In 1998, forecasters keep an eye on Hurricane Bonnie.
Does the name Bonnie ring a bell?
That's because there are only so many names to go around, in fact, just six lists are used in rotation - one list per year. So, Bonnie has popped up again after a 6-year hiatus. This time around (at least so far), she's reprising her tropical storm role from 2004. Twelve years ago, however, Bonnie put on a performance as a category 3 hurricane, causing nearly a million people to be evacuated in the Carolinas and ultimately cost $1 billion in damages. After taking a glancing blow off North Carolina in late August, she headed toward the hurricane graveyard of the North Atlantic.
U.S. meteorologists once used latitude and longitude designations to label hurricanes and tropical storms. But that practice proved cumbersome and in World War II, the U.S. Navy began using female name as designators. After the war, that caught on. In 1979, in a nod to gender equality, government forecasters started using both male and female names.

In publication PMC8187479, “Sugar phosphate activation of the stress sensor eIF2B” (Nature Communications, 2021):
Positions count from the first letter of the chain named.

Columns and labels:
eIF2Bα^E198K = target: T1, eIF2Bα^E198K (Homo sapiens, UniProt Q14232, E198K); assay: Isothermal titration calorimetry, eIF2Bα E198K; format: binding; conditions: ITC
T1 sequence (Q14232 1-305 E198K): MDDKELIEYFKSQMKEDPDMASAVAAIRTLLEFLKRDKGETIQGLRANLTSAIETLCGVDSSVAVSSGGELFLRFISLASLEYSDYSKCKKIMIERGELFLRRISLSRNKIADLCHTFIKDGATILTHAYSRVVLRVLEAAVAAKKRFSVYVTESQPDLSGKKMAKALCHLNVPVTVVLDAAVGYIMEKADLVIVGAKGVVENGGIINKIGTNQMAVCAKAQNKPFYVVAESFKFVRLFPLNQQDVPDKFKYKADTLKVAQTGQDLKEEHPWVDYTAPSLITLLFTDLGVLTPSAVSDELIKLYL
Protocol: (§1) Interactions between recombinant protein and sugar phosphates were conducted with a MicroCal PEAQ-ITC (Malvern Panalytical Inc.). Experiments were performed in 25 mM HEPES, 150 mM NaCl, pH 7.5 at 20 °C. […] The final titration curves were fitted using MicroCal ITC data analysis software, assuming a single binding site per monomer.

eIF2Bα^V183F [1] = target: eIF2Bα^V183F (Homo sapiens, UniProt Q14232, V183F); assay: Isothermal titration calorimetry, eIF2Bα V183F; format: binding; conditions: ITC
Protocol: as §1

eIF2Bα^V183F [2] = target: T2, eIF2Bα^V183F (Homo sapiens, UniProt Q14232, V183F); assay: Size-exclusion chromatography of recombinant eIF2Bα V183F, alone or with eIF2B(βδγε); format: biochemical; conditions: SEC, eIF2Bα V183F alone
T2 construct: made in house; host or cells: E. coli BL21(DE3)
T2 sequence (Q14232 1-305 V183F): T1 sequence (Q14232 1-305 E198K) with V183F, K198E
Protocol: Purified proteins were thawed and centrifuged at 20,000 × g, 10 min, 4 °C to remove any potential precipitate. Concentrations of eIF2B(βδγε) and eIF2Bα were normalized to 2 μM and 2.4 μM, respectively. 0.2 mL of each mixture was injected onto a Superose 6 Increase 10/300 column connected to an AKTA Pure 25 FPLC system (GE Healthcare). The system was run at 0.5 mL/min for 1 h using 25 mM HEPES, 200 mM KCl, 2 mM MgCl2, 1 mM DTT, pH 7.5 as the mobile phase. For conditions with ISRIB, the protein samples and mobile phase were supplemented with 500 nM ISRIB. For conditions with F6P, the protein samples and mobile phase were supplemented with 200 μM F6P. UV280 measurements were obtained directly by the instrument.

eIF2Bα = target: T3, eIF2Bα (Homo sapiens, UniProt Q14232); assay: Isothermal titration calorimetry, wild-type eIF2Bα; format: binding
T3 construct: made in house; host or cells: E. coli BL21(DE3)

According to the National Oceanic and Atmospheric Administration (NOAA):
Experience shows that the use of short, distinctive given names in written as well as spoken communications is quicker and less subject to error than the older more cumbersome latitude-longitude identification methods. These advantages are especially important in exchanging detailed storm information between hundreds of widely scattered stations, airports, coastal bases, and ships at sea.
So, will there ever be another Hurricane Katrina? Nope. Nor will there be any more Andrews, Wilmas or Floyds. That's because when a hurricane does a lot of damage, the name gets retired, sort of like a particularly devastating defensive lineman.
Here's a full list of Atlantic hurricane names you'll never see again.